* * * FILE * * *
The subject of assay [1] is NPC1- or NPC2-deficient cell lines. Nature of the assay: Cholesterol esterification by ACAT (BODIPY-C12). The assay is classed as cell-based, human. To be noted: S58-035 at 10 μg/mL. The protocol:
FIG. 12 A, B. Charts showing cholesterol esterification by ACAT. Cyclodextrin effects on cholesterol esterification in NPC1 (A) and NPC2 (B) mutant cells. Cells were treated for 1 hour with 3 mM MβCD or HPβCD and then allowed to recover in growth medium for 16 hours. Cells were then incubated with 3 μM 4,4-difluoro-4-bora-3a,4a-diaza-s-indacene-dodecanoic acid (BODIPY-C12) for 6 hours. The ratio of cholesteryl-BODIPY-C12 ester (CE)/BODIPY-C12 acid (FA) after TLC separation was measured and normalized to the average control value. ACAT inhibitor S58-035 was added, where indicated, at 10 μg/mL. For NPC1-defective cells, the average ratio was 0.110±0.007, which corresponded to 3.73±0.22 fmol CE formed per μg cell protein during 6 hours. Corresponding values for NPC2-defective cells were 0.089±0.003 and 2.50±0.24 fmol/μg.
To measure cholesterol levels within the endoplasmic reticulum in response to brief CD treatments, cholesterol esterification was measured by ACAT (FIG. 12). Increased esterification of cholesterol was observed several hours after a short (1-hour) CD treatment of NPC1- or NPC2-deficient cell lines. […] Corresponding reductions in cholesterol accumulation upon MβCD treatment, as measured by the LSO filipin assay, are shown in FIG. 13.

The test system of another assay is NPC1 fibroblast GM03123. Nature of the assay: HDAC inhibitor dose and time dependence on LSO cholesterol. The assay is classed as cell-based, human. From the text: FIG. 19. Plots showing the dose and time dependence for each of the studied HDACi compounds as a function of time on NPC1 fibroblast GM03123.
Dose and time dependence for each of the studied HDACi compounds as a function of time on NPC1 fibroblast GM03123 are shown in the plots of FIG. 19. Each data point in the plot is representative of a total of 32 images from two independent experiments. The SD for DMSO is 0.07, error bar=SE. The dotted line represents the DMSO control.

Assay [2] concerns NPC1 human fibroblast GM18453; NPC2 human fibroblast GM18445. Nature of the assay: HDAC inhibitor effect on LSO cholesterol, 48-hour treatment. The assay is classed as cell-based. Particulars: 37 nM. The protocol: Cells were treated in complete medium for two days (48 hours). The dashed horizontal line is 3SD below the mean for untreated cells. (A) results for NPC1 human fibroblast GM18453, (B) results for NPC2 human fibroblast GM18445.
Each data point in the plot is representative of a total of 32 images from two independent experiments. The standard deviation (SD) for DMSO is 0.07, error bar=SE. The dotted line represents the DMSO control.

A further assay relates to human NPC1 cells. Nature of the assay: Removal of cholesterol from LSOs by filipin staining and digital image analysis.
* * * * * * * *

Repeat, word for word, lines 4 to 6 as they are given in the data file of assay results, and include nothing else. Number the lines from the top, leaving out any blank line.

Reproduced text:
The test system of another assay is NPC1 fibroblast GM03123. Nature of the assay: HDAC inhibitor dose and time dependence on LSO cholesterol. The assay is classed as cell-based, human. From the text: FIG. 19. Plots showing the dose and time dependence for each of the studied HDACi compounds as a function of time on NPC1 fibroblast GM03123.
Dose and time dependence for each of the studied HDACi compounds as a function of time on NPC1 fibroblast GM03123 are shown in the plots of FIG. 19. Each data point in the plot is representative of a total of 32 images from two independent experiments. The SD for DMSO is 0.07, error bar=SE. The dotted line represents the DMSO control.

Assay [2] concerns NPC1 human fibroblast GM18453; NPC2 human fibroblast GM18445. Nature of the assay: HDAC inhibitor effect on LSO cholesterol, 48-hour treatment. The assay is classed as cell-based. Particulars: 37 nM. The protocol: Cells were treated in complete medium for two days (48 hours). The dashed horizontal line is 3SD below the mean for untreated cells. (A) results for NPC1 human fibroblast GM18453, (B) results for NPC2 human fibroblast GM18445.